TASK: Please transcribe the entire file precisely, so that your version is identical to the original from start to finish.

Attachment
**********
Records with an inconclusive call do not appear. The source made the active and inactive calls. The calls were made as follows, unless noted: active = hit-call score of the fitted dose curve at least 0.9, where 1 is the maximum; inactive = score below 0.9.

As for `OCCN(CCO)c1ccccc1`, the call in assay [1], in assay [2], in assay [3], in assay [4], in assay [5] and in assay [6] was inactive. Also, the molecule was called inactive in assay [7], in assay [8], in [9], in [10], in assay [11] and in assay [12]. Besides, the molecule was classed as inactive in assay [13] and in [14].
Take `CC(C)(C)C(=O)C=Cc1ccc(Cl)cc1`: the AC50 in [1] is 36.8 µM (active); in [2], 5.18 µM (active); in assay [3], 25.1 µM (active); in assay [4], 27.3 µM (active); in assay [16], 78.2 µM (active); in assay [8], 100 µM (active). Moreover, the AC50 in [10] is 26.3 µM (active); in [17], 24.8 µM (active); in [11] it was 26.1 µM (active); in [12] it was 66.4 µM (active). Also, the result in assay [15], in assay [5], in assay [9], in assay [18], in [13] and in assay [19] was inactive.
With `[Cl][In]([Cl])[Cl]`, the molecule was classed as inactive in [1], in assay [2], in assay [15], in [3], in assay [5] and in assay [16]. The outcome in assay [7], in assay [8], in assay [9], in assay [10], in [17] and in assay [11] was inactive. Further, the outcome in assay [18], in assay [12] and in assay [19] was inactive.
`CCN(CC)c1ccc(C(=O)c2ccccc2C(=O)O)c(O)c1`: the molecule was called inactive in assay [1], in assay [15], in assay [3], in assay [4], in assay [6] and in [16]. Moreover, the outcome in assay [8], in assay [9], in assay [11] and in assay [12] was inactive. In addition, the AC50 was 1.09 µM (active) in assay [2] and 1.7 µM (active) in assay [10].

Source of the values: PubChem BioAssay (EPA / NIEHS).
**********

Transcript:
Records with an inconclusive call do not appear. The source made the active and inactive calls. The calls were made as follows, unless noted: active = hit-call score of the fitted dose curve at least 0.9, where 1 is the maximum; inactive = score below 0.9.

As for `OCCN(CCO)c1ccccc1`, the call in assay [1], in assay [2], in assay [3], in assay [4], in assay [5] and in assay [6] was inactive. Also, the molecule was called inactive in assay [7], in assay [8], in [9], in [10], in assay [11] and in assay [12]. Besides, the molecule was classed as inactive in assay [13] and in [14].
Take `CC(C)(C)C(=O)C=Cc1ccc(Cl)cc1`: the AC50 in [1] is 36.8 µM (active); in [2], 5.18 µM (active); in assay [3], 25.1 µM (active); in assay [4], 27.3 µM (active); in assay [16], 78.2 µM (active); in assay [8], 100 µM (active). Moreover, the AC50 in [10] is 26.3 µM (active); in [17], 24.8 µM (active); in [11] it was 26.1 µM (active); in [12] it was 66.4 µM (active). Also, the result in assay [15], in assay [5], in assay [9], in assay [18], in [13] and in assay [19] was inactive.
With `[Cl][In]([Cl])[Cl]`, the molecule was classed as inactive in [1], in assay [2], in assay [15], in [3], in assay [5] and in assay [16]. The outcome in assay [7], in assay [8], in assay [9], in assay [10], in [17] and in assay [11] was inactive. Further, the outcome in assay [18], in assay [12] and in assay [19] was inactive.
`CCN(CC)c1ccc(C(=O)c2ccccc2C(=O)O)c(O)c1`: the molecule was called inactive in assay [1], in assay [15], in assay [3], in assay [4], in assay [6] and in [16]. Moreover, the outcome in assay [8], in assay [9], in assay [11] and in assay [12] was inactive. In addition, the AC50 was 1.09 µM (active) in assay [2] and 1.7 µM (active) in assay [10].

Source of the values: PubChem BioAssay (EPA / NIEHS).